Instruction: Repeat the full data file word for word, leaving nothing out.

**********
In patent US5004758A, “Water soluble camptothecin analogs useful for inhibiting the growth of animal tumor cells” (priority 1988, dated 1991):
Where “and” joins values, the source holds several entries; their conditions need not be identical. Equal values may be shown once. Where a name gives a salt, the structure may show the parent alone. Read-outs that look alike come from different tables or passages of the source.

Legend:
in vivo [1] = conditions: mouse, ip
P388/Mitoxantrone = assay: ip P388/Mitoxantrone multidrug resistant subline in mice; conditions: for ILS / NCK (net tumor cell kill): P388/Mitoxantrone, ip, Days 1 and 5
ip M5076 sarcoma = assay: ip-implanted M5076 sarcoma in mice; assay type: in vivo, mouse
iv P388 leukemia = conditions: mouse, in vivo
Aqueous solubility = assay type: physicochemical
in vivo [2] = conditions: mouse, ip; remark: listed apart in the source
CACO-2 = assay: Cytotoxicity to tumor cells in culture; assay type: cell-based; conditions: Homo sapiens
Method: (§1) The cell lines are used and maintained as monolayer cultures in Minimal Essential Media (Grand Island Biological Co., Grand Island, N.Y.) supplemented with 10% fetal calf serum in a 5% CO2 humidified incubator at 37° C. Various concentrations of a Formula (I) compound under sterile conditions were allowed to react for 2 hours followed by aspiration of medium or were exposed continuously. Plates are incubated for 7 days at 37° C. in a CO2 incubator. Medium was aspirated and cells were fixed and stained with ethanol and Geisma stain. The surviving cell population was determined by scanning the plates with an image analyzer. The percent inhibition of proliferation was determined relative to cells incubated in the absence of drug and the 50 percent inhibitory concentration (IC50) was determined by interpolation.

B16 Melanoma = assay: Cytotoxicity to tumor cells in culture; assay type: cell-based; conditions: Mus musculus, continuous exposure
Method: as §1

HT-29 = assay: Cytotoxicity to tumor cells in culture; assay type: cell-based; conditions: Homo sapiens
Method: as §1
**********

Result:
In patent US5004758A, “Water soluble camptothecin analogs useful for inhibiting the growth of animal tumor cells” (priority 1988, dated 1991):
Where “and” joins values, the source holds several entries; their conditions need not be identical. Equal values may be shown once. Where a name gives a salt, the structure may show the parent alone. Read-outs that look alike come from different tables or passages of the source.

Legend:
in vivo [1] = conditions: mouse, ip
P388/Mitoxantrone = assay: ip P388/Mitoxantrone multidrug resistant subline in mice; conditions: for ILS / NCK (net tumor cell kill): P388/Mitoxantrone, ip, Days 1 and 5
ip M5076 sarcoma = assay: ip-implanted M5076 sarcoma in mice; assay type: in vivo, mouse
iv P388 leukemia = conditions: mouse, in vivo
Aqueous solubility = assay type: physicochemical
in vivo [2] = conditions: mouse, ip; remark: listed apart in the source
CACO-2 = assay: Cytotoxicity to tumor cells in culture; assay type: cell-based; conditions: Homo sapiens
Method: (§1) The cell lines are used and maintained as monolayer cultures in Minimal Essential Media (Grand Island Biological Co., Grand Island, N.Y.) supplemented with 10% fetal calf serum in a 5% CO2 humidified incubator at 37° C. Various concentrations of a Formula (I) compound under sterile conditions were allowed to react for 2 hours followed by aspiration of medium or were exposed continuously. Plates are incubated for 7 days at 37° C. in a CO2 incubator. Medium was aspirated and cells were fixed and stained with ethanol and Geisma stain. The surviving cell population was determined by scanning the plates with an image analyzer. The percent inhibition of proliferation was determined relative to cells incubated in the absence of drug and the 50 percent inhibitory concentration (IC50) was determined by interpolation.

B16 Melanoma = assay: Cytotoxicity to tumor cells in culture; assay type: cell-based; conditions: Mus musculus, continuous exposure
Method: as §1

HT-29 = assay: Cytotoxicity to tumor cells in culture; assay type: cell-based; conditions: Homo sapiens
Method: as §1